Late to The Party...Once Again
by Peter Schiff: Fed
The only thing
more ridiculous than S&P's too little too late semi-downgrade
of U.S. sovereign debt was the market's severe reaction to the announcement.
Has S&P really added anything to the debate that wasn't already
widely known? In any event, S&P's statement amounts to a wake
up call to anyone who has somehow managed to sleepwalk through the
unprecedented debt explosion of the last few years.
concerns that Congress will fail to address its long-term fiscal
problems, on what basis can it conclude that the U.S. deserves its
AAA credit rating? The highest possible rating should be reserved
for fiscally responsible nations where the fiscal outlook is crystal
clear. If S&P has genuine concerns that the U.S. will not deal
with its out of control deficits, the AAA rating should be reduced
By its own
admission, S&P is unsure whether Congress will take the necessary
steps to get America's fiscal house in order. Given that uncertainty,
it should immediately reduce its rating on U.S. sovereign debt several
notches below AAA. Then if the U.S. does get its fiscal house in
order, the AAA rating could be restored. If on the other hand, the
situation deteriorates, additional downgrades would be in order.
AAA is the
highest rating S&P can give. It is the Wall Street equivalent
to a "strong buy." If a stock analyst has serious concerns
that a company may go bankrupt, would he maintain a "strong
buy" on the assumption that there was still a possibility that
bankruptcy could be averted? If the company declared bankruptcy,
would the analyst reduce his rating from "strong buy"
In truth, if
bankruptcy is even possible, the rating should be reduced to "hold,"
at best. Only if the outlook improves to the point where bankruptcy
is out of the picture should a stock be upgraded to "buy."
A "hold" rating would at least send the message to potential
buyers that problems loom. Then if the company does declare bankruptcy,
at least it does not do so sporting a "buy" rating.
by shifting to a negative outlook, S&P will try to have its
cake and eat it too. In the unlikely event that Congress does act
responsibly to restore fiscal prudence, its AAA would be validated.
If on the other hand, out of control deficits lead to outright default
or hyperinflation, it will hang its hat on the timely warning of
its negative outlook. This is like a stock analyst putting a strong
buy on a stock, but qualifying the rating as being speculative.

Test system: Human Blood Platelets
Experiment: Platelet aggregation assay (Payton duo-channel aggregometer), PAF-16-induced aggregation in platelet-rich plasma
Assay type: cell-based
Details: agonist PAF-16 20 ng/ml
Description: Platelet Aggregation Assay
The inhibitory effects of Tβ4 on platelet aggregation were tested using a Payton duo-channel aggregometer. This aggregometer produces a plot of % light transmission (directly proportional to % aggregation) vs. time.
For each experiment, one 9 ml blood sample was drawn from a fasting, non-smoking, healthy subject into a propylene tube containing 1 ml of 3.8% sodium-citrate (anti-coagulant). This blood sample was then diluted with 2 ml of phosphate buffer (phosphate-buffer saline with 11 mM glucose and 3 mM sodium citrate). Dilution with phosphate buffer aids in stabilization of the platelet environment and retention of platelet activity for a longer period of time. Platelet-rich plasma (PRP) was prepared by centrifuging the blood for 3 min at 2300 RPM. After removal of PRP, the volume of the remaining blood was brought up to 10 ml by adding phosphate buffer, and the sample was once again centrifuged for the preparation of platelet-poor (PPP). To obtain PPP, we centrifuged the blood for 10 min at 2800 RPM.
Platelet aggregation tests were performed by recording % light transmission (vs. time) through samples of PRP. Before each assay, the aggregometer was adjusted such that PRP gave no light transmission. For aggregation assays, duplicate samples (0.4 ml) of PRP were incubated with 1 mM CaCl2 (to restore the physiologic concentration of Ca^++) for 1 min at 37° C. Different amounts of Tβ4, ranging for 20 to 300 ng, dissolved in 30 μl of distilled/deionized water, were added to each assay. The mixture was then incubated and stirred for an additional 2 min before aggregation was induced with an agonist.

line is that the AAA rating on U.S. sovereign debt is pure politics.
S&P simply does not have the integrity to honestly rate U.S.
debt. It has too cozy a relationship with the U.S. government and
Wall Street to threaten the status quo. In fact, given the culpability
of the rating agencies in the financial crisis, it may well be a
quid pro quo that as long as the U.S.' AAA rating is maintained,
the rating agencies will continue to enjoy their government sanctioned
monopolies, and that no criminal or civil charges will be filed
related to inappropriately rated mortgage-backed securities.
had investment grade, AAA, ratings on countless mortgage-backed
securities right up until the moment the paper became worthless.
Amazingly, the rating agencies somehow maintained their status,
and their ability to move markets, after the dust settled.
they are making the same mistake with U.S. Treasuries. Once it becomes
obvious to everyone that the U.S. will either default on its debt
or inflate its obligations away, S&P might downgrade treasuries
to AA+. Such a move will be of little comfort to those investors
left holding the bag.
In its analysis
of U.S. solvency, S&P typically factors in the government's
ability to print its way out of any fiscal jam. As a result, it
applies a very different set of criteria in its analysis of investment
risk than it would for a private company, or even a government whose
currency has no reserve status. But the agency completely fails
to consider how reckless printing will impact the value of the dollar
itself. It can assure investors that they will be repaid, but the
agency doesn't spare a thought about what if anything our creditors
may be able to buy with their dollars.
Schiff is president of Euro Pacific Capital and author of The
Little Book of Bull Moves in Bear Markets and Crash
Proof: How to Profit from the Coming Economic Collapse. His
latest book is How
an Economy Grows and Why It Crashes.
© 2011 Euro Pacific Capital
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